git clone https://github.com/metalbear-co/farm-operator.git
cd farm-operator

Note that the example directory is divided into three steps, each with its prebuilt image.

To start us off, we have some boilerplate for a basic HTTP server. This server will eventually be our operator that returns a Llama 🦙 resource from its memory. It will also return the already existing Pod resource (retrieved from the Kubernetes cluster’s API), but with some modifications.

src/main.rs:

async fn get_api_resources() -> impl IntoResponse {
    Json(APIResourceList {
        group_version: "farm.example.com/v1alpha".to_string(),
        resources: vec![],
    })
}

#[tokio::main]
async fn main() -> anyhow::Result<()> {
    let app = Router::new().route("/apis/farm.example.com/v1alpha", get(get_api_resources));

    // We generate a self-signed certificate for example purposes in a proper service this should be
    // loaded from secret and CA for said cert should be defined in APIService uner `caBundle`
    let tls_cert = rcgen::generate_simple_self_signed(vec!["localhost".to_string()])?;
    let tls_config = RustlsConfig::from_der(
        vec![tls_cert.serialize_der()?],
        tls_cert.serialize_private_key_der(),
    )
    .await?;

    let addr = SocketAddr::from(([0, 0, 0, 0], 3000));

    println!("listening on {addr}");

    axum_server::bind_rustls(addr, tls_config)
        .serve(app.into_make_service())
        .await
        .map_err(anyhow::Error::from)
}

For now, the operator is pretty empty and contains only the necessary code to be considered a valid Kubernetes APIService.

To deploy the sample, run the following command, which makes use of a prebuilt image of the farm operator at ghcr.io/metalbear-co/farm-operator

kubectl apply -f app.yaml

Once the farm-operator is up, we can see it when we run

kubectl get apiservice
Return value from kubectl get apiservice. Cropped to only display relevant result.

Now let’s dive into what is happening here.

app.yaml:

...
---
apiVersion: apiregistration.k8s.io/v1
kind: APIService
metadata:
  name: v1alpha.farm.example.com
spec:
  group: farm.example.com
  groupPriorityMinimum: 1000
  insecureSkipTLSVerify: true
  service:
    name: farm-operator
    namespace: default
    port: 3000
  version: v1alpha
  versionPriority: 15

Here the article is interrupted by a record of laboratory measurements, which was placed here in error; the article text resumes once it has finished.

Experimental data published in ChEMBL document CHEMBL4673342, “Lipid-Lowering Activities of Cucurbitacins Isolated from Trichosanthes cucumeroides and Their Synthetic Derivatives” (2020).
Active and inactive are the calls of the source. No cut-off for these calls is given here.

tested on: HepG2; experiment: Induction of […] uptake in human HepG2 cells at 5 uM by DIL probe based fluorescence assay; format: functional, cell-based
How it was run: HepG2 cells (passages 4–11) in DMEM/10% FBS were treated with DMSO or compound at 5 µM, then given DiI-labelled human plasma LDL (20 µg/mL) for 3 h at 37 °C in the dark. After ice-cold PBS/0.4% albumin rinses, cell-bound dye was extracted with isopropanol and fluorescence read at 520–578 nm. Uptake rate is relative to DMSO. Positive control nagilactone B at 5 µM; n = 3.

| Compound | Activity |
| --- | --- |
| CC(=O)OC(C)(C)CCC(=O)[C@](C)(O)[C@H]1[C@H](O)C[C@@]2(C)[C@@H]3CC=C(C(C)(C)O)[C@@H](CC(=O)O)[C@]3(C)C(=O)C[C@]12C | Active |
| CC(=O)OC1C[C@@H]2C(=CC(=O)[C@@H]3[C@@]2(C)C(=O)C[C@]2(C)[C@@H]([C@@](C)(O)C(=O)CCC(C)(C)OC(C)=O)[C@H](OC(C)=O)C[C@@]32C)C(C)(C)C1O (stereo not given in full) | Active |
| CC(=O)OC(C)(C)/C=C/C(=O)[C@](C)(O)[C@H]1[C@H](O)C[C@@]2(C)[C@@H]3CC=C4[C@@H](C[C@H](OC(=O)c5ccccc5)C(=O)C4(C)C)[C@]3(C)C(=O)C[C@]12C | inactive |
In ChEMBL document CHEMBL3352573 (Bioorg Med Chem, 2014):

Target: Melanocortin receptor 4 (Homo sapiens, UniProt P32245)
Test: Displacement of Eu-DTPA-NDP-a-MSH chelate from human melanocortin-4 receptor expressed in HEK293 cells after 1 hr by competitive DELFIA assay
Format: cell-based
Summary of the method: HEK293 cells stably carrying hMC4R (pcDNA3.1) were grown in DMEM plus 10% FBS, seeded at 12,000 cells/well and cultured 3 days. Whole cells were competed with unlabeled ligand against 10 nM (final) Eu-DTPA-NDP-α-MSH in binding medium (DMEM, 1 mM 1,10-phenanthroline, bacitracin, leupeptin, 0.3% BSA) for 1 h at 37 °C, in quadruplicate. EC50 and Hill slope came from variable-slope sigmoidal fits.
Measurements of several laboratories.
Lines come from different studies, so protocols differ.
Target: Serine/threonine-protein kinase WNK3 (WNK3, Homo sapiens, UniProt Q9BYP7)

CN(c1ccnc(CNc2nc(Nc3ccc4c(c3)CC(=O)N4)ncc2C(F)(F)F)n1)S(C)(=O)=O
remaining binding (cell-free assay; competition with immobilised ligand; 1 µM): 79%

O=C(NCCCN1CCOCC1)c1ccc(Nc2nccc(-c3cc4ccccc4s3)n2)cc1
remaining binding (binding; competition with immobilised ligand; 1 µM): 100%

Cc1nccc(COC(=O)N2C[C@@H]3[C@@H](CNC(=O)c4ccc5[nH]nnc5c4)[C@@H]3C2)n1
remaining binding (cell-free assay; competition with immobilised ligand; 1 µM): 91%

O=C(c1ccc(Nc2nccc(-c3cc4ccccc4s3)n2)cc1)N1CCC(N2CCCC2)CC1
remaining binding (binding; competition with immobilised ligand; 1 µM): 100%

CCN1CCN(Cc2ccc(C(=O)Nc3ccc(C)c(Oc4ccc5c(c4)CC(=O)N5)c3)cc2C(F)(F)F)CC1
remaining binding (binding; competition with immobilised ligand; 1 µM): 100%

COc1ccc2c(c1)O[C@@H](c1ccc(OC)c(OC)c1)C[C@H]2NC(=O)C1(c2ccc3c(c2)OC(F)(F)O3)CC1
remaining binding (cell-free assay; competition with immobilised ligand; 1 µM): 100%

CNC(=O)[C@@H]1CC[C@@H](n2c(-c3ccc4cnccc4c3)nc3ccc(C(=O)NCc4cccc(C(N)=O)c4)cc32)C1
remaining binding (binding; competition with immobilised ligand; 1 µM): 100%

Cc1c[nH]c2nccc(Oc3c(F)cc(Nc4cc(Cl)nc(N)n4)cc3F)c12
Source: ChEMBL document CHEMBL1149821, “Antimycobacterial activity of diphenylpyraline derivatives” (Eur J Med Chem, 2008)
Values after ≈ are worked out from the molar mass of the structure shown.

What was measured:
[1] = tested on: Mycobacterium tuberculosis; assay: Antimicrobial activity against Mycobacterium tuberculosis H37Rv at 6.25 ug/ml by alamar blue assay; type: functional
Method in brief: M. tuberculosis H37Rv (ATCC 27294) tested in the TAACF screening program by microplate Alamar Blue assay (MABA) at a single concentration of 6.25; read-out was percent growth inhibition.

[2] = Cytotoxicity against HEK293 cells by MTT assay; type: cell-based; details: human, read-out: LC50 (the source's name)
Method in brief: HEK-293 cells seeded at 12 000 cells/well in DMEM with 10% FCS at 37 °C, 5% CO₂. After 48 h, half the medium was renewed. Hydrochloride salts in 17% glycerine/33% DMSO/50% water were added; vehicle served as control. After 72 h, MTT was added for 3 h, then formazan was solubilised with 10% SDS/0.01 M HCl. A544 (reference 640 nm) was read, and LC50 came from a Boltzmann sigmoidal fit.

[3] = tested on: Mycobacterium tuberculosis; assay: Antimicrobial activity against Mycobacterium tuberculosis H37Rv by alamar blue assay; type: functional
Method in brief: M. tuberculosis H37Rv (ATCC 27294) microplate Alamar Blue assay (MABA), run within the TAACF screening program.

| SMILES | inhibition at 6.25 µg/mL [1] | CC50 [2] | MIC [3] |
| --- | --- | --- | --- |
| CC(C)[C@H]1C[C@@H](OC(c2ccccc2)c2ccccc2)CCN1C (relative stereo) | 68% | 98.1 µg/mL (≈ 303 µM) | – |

Our app.yaml defines three resources: an APIService which points to a Service resource, which in turn points to a Deployment. Because we want to create our Llama resources under the apiVersion: farm.example.com/v1alpha, we defined our APIService with:

spec:
  …
  group: farm.example.com
  …
  version: v1alpha

This means that when we create the APIService, Kubernetes will perform a lookup request to our operator at /apis/farm.example.com/v1alpha and expect it to return an APIResourceList.

This way it knows which resource requests to route to the operator. The response from the farm-operator will look like this.

{
    "apiVersion": "v1",
    "kind": "APIResourceList",
    "groupVersion": "farm.example.com/v1alpha",
    "resources": [ ]
}

NOTE: groupVersion is very important because if misconfigured, it can make Kubernetes have unexpected behavior with its built-in resources and potentially cause crashes for the entire cluster.

Coding our Operator

  1. First, let’s talk about adding a new resource to be handled by the operator.

The first thing we do is create a LlamaSpec struct with a CustomResource derive we have available from kube-rs.

src/resources/llama.rs:

#[derive(CustomResource, Clone, Debug, Deserialize, Serialize, JsonSchema)]
#[kube(
    group = "farm.example.com",
    version = "v1alpha",
    kind = "Llama",
    namespaced
)]
pub struct LlamaSpec {
    pub weight: f32,
    pub height: f32,
}
  1. Next, we need to add an APIResource to our APIResourceList.

Because we defined a CustomResource with kind = “Llama”, the type Llama is now available for us to use.

src/main.rs:

async fn get_api_resources() -> impl IntoResponse {
    Json(APIResourceList {
        group_version: "farm.example.com/v1alpha".to_string(),